Understanding the important function of perception and adaptation, in the next entry we will look at the next Response Ability…the ability to recover.

An excerpt from the book, A Clear Path to Healing, by Dr. Barry S. Weinberg

With Love and Appreciation,

Dr Barry

www.placeforhealing.com


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The 1st Response Ability – Perception

Yesterday we discussed that there are seven common attributes which define Health, whether it is the health of the human body, the mind, the emotions, a family, finances, a relationship, a corporation, a nation, or a world.  Each of these seven attributes are different abilities by which we respond to our environment…or Response Abilities.   The first Response Ability is Perception.

The winds of change are ever-blowing. All around us, life and its environment are in constant interaction.  We can define the environment as those factors that influence life.  The air we breathe, the food we eat, the ground upon which we walk, and the people that we meet, are all basic examples of our environment…our external environment.

We also have an internal environment.  Within us is a vast landscape teetering on a tender balance of temperature, pressure, and an infinitely complex system of chemical exchange.  These factors within us maintain life, such as body temperature; blood pressure; salt, sugar, and other chemical levels; as well as our thoughts, feelings, emotions, beliefs, and intentions.

These environmental factors, internal and external, are not static.  They are in a constant state of change.  Rising and falling.  Ebbing and Flowing.  A never ending tide of change.  In order to survive this eternal cycle of change, we must first be aware that a change has been made.  We must perceive the change, either through our five senses (sight, hearing, touch, smell, or taste) or our many other internal senses such as proprioception (the ability to sense our position in space), nociception (the ability to detect pain), baroception (the ability to detect pressure changes), and thermoception (the ability to detect temperature changes).  [3]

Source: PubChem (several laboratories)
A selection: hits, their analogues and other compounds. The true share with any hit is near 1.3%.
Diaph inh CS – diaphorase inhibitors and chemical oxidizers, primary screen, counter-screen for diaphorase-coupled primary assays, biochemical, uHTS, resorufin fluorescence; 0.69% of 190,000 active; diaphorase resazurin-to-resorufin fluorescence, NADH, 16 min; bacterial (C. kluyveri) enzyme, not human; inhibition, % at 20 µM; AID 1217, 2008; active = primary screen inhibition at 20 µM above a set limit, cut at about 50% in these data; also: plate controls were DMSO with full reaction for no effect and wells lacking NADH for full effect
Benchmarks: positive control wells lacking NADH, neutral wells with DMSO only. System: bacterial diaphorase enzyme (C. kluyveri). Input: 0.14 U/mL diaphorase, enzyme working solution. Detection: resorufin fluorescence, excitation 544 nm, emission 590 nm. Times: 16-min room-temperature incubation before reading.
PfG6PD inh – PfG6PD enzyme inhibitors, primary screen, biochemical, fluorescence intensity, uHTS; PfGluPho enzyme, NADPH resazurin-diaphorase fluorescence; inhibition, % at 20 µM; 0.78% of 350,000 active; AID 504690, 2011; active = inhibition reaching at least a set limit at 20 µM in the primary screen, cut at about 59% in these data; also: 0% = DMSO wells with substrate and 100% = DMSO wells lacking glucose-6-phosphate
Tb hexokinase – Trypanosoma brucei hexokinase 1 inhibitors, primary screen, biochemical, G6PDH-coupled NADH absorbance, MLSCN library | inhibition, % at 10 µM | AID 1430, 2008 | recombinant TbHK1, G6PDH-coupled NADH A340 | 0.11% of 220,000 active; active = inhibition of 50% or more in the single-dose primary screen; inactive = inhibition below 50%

Often these environmental changes can be very subtle, and out of the range of our physical senses.  In these cases, more subtle perceptions may be experienced, such as intuition, “gut” feelings, sudden insights, synchronicity, meaningful coincidences, premonition, and prophecy.

We mentioned earlier that the primary principle of healing is that every cause has an effect and every effect has its cause.  In physics, this is described as every action having an equal and opposite reaction.  This has its experience in the world of nature and living things as stimulus and response.

All of life and its functions are based on this principle of stimulus and response.  That is, there is a change in the environment, whether internal or external, of which the organism becomes aware and responds to.  For example, the organism may become aware of or perceive a deficiency of nutrients as an experience of hunger, of which he then responds by looking for and ingesting some form of food.  These changes may be as subtle as a slight change in temperature or pressure or as dramatic as hearing the roar of a lion behind your back, either way it requires a response.

In order for there to be a response, the change must be perceived.  If we are not aware of a change in the environment, there is no way that we can respond to it.  This can be very dangerous.  If we do not feel the heat of the fire, we cannot pull our hand away and protect ourselves from being burned.

Our bodies are equipped with tiny receptors that monitor every change in chemistry, pressure, and temperature.  Like the thermostat in our house that keeps the room temperature at a predetermined level of comfort, so do these receptors maintain the delicate balance of our body’s subtle chemistry and biomechanics. If we do not perceive the slight changes that alter the delicate balance of our biochemistry, we can die instantly.

The more subtle and sensitive we can perceive changes in our inner and outer environment, the more readily and efficiently we can make the necessary response.  Would you rather hear the roar of the lion miles away, or hear its breath upon your neck?  Would you rather feel the subtle signal of the body telling you there needs to be a change in your diet or exercise, or wait until you are in a crisis ten to twenty years later being rushed to the hospital with a coronary arrest.  The more subtle and sensitive our ability to perceive change, the greater our ability to achieve our optimum healing potential.

The ability to perceive changes in our environment is the first quality we must have in order to have this thing called Health.  But once perceived, we must be able to adjust in accordance with that change.  We must be able to adapt.

An excerpt from the book, A Clear Path to Healing, by Dr. Barry S. Weinberg

With Love and Appreciation,

Dr Barry

www.placeforhealing.com